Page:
Graphics Card Choice for Dell Precision 390

Buying a new system for ProE use. I work with fairly large assemblies,
and plastic parts with alot of features, drafts and rounds. Here are
the graphics card choices:
Quadro FX 4500 $1440 (512MB)
Quadro FX 3500 $815 (256MB)
Quadro FX 3450 $515 (256MB)
FireGL V7200 $715 (256MB)
Quadro FX550 $61 (128MB)
FireGL V3400 $61 (128MB)
Quadro NVS285 $0 (128MB)
I am thinking about the FX 3450 since that seems to be reasonable in
price. Others in my company have bought a FX550, but that seems to be
pretty low-end.
Any comments or suggestions?
Reply to
No Spam
Loading thread data ...
Answering my own's a good review:
formatting link
Basically, it looks like the FX550 is a decent card. Does ProE ever require more than 128MB of video RAM? I don't work with large textures or do anything advanced in ProE. I think rotating shaded images in ProE is the most intensive video card operation that I do.
Reply to
No Spam
I think you would benefit from the faster cards which are faster due to the on-board processors as well as the graphics ram. I don't think the extra ram makes up much of the cost - the big jump is in processing power. If you can handle the extra $400 I would buy the 3450 too.
I wish I could comment more on the video ram and its usage, but I have no other info.
The benchmark article was interesting, but as you can see the difference in benchmark score from the fastest to slowest was very small. This tells me the test wasn't well suited for a comparison. I understand that selecting a dataset for benchmarking is a difficult thing to do because you can make the performance differences very small of extremely large.
In practice I assure you the better graphics card will put out a lot better performance when you load up a large assembly. When the datasets get big, the difference gets significant.
Reply to
I'm using a 3500 & it's probably better than I need. It doesn't really slow up even when I load the machine (also a 390) up so much it crashes.
Reply to
John Wade
I don't know how PTC decides on what systems to recommend. I've never heard of them doing any benchmarking. I'm guessing that their recommendations are based on stability and working with vendors like Dell on the best configuration for the software. Anyway, though I can't tell you what to make of the fact that lots of cards are not on this list, I'd take their two tier system of evaluation into account when considering a purchase, especially since you are already considering a generally supported package from Dell.
formatting link
'll see on this list that the 3450 is not supported or certified for any Dell product while the 3500 and the 550 both are. I'm guessing that the price you've listed is what's added by Dell to the base price for that card. It's hard to believe you could get an FX550 for $61. I've also heard of people getting good results from the purchase of a Geforce card that could be soft quadroed to a Quadro FX.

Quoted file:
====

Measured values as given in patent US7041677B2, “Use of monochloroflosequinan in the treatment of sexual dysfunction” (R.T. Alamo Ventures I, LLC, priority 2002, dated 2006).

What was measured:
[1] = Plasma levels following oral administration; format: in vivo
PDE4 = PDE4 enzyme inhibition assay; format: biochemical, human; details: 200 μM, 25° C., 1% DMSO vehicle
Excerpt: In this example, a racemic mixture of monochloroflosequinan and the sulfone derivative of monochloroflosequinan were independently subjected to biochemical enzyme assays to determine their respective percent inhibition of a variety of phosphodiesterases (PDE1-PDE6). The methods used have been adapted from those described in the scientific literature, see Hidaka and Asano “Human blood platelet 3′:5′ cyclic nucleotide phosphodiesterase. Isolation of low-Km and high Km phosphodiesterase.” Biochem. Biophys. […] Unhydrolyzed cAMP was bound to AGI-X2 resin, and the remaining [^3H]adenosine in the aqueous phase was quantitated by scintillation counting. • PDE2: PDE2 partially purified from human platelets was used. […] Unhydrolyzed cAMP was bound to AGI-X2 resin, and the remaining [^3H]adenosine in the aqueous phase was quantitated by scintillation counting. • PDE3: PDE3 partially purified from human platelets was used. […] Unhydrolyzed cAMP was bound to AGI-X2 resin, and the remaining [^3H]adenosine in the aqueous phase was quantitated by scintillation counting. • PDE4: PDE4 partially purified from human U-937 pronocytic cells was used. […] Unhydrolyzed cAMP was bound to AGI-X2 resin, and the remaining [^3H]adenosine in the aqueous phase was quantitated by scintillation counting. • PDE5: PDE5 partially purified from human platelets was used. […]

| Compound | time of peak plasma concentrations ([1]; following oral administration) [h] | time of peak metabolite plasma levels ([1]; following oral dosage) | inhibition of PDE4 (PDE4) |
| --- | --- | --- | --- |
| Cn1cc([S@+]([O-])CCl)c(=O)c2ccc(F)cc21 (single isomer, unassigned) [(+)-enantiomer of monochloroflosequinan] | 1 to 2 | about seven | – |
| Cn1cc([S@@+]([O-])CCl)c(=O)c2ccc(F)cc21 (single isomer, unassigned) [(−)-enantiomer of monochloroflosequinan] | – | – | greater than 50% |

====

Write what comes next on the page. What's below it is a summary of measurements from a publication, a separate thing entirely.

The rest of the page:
As to how much to spend on a card, I think it very much depends on what you're going to be doing with Pro/e: if you're going to try to make money with the software, if you really need to be productive, if you really need both responsiveness and stability, get the best card on the list. If you're just using it as a learning setup, get the cheapest card that Dell will put in a 390 workstation and swap it for a card you can soft quadro. For $300 you can probably get a Geforce card you can soft quadro into the equivalent of an FX4500.
David Janes
Reply to
David Janes
We have 3450's in our 390's. With a 255 component assembly it is about 3 times faster than my old 370 with a FX1400.
Reply to
Ben Loosli
As I understand it, the hardware vendors come to PTC, send test systems, and probably even pay a fee for the testing. If nobody ever got a system certified I'm not sure that PTC would even care.
As a result, the systems on the certified list are not a full range of what I consider suitable systems, and the ones on the list are not necessarily the most compatible.
The one advantage you do get is that if there is a hardware-specific bug with the software, PTC will track and pursue the problem in their support system. I have no idea whether that expedites the solution, but they do it. With any other hardware it's up to you and your hardware vendor.
All that said, hardware has taken a much more unified platform, especially the crucial graphics card on windows platform. Most of these run the same software driver from the low end to the high end, and as such the driver used on an approved graphics card is usually pretty darned good with any other graphics card coming from that vendor. Case in point, ATI or nVidia.
Reply to
David Geesaman

Site Timeline

PolyTech Forum website is not affiliated with any of the manufacturers or service providers discussed here. All logos and trade names are the property of their respective owners.